Belgium's Constitutional Court has overturned the country's lèse-majesté law - the law that penalises slander against royalty - as a result of a claim presented by the exiled Mallorcan rapper Josep Miquel Arenas, alias Valtònyc, in his legal fight against extradition to Spain. Asked by the Ghent Court of Appeal, which is examining the European Arrest Warrant against the singer, the constitutional court ruled on Thursday that the 1847 Belgian law, which punishes those who insult the king with up to three years in prison, is unconstitutional because it does not respect freedom of expression. The court thus concludes that the Belgian law does not comply with the country's constitution or the European Convention on Human Rights.
The extradition of the rapper, which will be decided on November 23rd in the Ghent Court of Appeal, thus becomes very unlikely. Valtònyc was sentenced in Spain to three and a half years' prison for insults to royalty, glorification of terrorism and death threats for the lyrics of his songs. The rapper appealed to the Belgian judiciary, which has now ruled that insults against the king are protected by freedom of expression.
The 19th century Belgian law states that it is a crime to insult the king. Valtònyc's appeal challenged this on the basis of the freedom of expression and fundamental rights. In September last year the Ghent Court of Appeal decided to consult the Belgian Constitutional Court on the extradition of Valtònyc and presented this preliminary question that has been resolved today, more than a year later. After a court of first instance had already rejected the singer's handover to Spain, and after the resolution of the Belgian Constitutional Court, now the Ghent court has to decide whether to extradite him or not.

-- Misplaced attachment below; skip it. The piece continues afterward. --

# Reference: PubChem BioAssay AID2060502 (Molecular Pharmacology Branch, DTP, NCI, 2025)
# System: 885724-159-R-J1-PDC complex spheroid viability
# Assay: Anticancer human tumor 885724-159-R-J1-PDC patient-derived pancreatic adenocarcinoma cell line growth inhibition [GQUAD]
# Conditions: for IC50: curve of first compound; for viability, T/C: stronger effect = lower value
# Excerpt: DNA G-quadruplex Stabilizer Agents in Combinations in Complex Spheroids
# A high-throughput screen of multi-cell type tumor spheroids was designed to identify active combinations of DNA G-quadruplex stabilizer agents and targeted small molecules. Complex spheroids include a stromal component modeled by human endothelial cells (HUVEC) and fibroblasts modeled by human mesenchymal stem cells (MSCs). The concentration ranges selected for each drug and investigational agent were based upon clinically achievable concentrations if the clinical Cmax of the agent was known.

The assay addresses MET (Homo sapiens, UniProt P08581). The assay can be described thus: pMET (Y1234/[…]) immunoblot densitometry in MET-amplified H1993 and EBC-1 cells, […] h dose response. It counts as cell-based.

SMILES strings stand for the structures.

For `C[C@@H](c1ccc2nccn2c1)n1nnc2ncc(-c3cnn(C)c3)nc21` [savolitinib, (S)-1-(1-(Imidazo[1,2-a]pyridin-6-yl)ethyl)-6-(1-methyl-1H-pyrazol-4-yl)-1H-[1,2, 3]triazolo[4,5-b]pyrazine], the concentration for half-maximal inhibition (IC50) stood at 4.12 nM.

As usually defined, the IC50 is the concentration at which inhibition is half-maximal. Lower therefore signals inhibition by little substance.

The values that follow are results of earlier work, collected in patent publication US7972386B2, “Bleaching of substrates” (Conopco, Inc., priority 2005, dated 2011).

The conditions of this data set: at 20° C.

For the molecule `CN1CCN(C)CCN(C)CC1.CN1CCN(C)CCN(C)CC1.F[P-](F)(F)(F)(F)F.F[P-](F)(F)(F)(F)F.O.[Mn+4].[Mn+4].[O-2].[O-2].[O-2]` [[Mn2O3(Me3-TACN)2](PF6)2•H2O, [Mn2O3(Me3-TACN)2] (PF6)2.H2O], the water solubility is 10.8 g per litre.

Valtònyc went into exile in Belgium in June 2018 after being sentenced by Spain's National Audience to two years in prison for offences of glorifying terrorism and another year and a half for insulting the crown. These crimes were allegedly committed between 2012 and 2013.
Valtònyc sees it as a "collective" victory that the Belgian Constitutional Court has decided to overturn the lèse-majesté law in the country on the grounds that it does not respect freedom of expression. In a tweet, the rapper affirmed that he has always wanted to "rest the case on fundamental rights" so that it would lead to a "collective benefit". "We've succeeded, we've won and Belgium is eliminating the offence of insulting the crown from its Penal Code. I didn't bow my head, but you haven't left me alone," said Valtònyc.
Asked to rule on the question by the Ghent Court of Appeal, which is examining the warrant presented by Spanish justice for the rapper's arrest and extradition, the Belgian Constitutional Court has concluded that the country's 1847 law is unconstitutional. The rapper's lawyer, Simon Bekaert, called the Belgian court's decision a "victory". "It is an historic step in Belgium's legal system and good news for the Valtònyc extradition case," the lawyer said in a tweet.